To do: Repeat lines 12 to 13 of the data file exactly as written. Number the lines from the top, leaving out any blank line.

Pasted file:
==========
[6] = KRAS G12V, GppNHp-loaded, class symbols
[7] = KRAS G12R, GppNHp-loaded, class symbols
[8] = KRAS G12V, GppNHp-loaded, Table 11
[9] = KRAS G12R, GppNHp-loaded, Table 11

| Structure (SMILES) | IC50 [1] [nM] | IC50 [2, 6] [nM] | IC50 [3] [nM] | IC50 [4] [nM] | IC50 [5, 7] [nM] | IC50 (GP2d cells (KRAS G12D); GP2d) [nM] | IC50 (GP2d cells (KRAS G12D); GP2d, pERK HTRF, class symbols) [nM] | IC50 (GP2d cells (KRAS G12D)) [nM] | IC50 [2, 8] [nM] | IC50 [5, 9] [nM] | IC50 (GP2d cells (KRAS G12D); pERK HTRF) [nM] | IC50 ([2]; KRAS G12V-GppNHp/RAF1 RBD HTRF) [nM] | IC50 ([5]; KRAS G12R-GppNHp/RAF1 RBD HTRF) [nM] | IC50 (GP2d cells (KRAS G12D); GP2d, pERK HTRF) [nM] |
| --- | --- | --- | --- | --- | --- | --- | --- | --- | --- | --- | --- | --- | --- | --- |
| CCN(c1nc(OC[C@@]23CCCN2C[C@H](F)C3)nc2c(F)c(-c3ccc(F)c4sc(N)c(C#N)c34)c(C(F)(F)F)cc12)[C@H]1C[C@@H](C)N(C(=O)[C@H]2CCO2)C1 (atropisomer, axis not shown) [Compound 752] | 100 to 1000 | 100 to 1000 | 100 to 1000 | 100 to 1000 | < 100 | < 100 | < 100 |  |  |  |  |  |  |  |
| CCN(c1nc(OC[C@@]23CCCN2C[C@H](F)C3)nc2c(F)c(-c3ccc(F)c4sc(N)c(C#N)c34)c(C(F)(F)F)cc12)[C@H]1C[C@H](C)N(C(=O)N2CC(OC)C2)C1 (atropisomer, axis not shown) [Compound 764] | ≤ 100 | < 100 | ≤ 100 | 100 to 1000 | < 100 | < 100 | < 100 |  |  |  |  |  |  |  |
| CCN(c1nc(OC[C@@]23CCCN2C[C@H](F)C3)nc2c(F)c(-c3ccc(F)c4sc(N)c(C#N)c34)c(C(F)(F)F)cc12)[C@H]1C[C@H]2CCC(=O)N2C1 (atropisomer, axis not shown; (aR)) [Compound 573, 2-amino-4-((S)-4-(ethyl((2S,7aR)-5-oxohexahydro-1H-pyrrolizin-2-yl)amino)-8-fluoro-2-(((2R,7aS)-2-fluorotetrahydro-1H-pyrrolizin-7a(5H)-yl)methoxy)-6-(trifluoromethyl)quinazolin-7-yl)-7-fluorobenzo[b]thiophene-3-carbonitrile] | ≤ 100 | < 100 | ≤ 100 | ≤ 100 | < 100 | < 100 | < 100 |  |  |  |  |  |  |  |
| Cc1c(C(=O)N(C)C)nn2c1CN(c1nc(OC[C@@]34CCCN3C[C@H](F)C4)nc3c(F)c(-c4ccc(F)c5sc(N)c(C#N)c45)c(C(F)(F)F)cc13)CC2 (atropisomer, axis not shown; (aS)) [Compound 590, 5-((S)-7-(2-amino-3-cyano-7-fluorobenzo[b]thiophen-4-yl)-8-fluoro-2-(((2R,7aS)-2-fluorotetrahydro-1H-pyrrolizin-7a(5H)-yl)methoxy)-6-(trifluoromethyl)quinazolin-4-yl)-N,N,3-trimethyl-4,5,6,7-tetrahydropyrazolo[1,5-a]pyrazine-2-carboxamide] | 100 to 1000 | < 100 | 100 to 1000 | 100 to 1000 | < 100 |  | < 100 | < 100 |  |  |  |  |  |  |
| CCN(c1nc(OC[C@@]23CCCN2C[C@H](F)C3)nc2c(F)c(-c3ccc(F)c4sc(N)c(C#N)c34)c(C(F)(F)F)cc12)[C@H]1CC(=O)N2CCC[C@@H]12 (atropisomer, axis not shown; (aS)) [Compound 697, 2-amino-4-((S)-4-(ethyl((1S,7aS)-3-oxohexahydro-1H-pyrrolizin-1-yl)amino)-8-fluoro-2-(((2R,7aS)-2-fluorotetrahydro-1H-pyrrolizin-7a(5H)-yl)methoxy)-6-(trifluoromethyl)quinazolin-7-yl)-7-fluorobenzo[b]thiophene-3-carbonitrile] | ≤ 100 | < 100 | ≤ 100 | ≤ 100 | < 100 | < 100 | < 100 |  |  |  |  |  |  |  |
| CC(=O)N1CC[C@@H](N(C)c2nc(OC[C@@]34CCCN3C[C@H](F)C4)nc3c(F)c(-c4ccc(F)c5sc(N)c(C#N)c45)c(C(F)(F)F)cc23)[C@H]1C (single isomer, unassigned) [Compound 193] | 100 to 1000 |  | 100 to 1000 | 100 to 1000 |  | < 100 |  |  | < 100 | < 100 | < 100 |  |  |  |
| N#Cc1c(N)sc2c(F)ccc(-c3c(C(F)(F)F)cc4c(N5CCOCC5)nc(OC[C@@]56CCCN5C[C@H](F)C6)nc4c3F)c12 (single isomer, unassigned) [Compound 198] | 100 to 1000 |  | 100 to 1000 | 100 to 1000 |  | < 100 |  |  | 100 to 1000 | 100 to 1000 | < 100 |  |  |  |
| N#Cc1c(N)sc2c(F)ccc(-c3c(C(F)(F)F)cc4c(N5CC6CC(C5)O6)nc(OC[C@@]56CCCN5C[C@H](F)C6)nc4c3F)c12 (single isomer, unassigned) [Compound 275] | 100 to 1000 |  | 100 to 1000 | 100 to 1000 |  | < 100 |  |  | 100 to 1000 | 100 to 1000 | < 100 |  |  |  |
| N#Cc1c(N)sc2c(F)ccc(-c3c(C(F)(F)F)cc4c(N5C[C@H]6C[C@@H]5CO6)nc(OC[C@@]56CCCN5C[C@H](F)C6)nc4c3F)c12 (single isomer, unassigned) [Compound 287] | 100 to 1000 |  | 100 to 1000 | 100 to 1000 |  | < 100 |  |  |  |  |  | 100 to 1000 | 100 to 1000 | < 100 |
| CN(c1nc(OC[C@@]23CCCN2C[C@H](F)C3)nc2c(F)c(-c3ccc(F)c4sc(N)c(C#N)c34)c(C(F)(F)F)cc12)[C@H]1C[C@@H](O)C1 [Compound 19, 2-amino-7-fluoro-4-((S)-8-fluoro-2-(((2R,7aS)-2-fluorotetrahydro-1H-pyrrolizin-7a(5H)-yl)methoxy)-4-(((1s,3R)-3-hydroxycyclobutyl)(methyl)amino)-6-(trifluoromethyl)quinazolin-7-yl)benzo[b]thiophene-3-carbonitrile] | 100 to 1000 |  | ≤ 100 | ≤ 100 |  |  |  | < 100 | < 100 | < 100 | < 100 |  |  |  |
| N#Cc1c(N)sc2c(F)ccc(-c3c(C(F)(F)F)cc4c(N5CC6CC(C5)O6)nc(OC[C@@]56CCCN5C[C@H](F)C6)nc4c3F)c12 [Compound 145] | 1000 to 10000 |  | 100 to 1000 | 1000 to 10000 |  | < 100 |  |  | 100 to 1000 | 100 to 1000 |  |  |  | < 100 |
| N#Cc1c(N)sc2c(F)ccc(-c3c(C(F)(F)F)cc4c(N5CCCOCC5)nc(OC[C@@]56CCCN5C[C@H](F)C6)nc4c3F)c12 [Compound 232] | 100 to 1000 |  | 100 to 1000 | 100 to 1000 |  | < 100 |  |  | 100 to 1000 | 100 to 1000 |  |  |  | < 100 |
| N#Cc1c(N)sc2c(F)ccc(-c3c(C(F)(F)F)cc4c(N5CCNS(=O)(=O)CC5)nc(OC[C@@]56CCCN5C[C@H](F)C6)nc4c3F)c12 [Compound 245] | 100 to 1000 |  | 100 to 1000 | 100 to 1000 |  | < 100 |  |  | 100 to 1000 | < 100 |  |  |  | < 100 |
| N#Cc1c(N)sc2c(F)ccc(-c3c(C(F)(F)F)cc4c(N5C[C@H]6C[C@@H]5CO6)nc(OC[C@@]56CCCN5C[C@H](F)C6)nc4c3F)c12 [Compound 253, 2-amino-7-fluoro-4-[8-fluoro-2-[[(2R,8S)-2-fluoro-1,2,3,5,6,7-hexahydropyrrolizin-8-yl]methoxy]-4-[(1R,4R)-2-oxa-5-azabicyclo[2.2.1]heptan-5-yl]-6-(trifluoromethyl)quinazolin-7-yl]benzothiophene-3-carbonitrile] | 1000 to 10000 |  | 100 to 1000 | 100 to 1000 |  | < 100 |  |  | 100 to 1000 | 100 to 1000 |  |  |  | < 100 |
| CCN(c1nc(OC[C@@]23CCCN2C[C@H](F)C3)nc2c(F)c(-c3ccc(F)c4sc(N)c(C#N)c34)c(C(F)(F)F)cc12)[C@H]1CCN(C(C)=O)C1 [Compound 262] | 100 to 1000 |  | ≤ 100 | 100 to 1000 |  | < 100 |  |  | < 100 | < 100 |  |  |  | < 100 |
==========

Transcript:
| CC(=O)N1CC[C@@H](N(C)c2nc(OC[C@@]34CCCN3C[C@H](F)C4)nc3c(F)c(-c4ccc(F)c5sc(N)c(C#N)c45)c(C(F)(F)F)cc23)[C@H]1C (single isomer, unassigned) [Compound 193] | 100 to 1000 |  | 100 to 1000 | 100 to 1000 |  | < 100 |  |  | < 100 | < 100 | < 100 |  |  |  |
| N#Cc1c(N)sc2c(F)ccc(-c3c(C(F)(F)F)cc4c(N5CCOCC5)nc(OC[C@@]56CCCN5C[C@H](F)C6)nc4c3F)c12 (single isomer, unassigned) [Compound 198] | 100 to 1000 |  | 100 to 1000 | 100 to 1000 |  | < 100 |  |  | 100 to 1000 | 100 to 1000 | < 100 |  |  |  |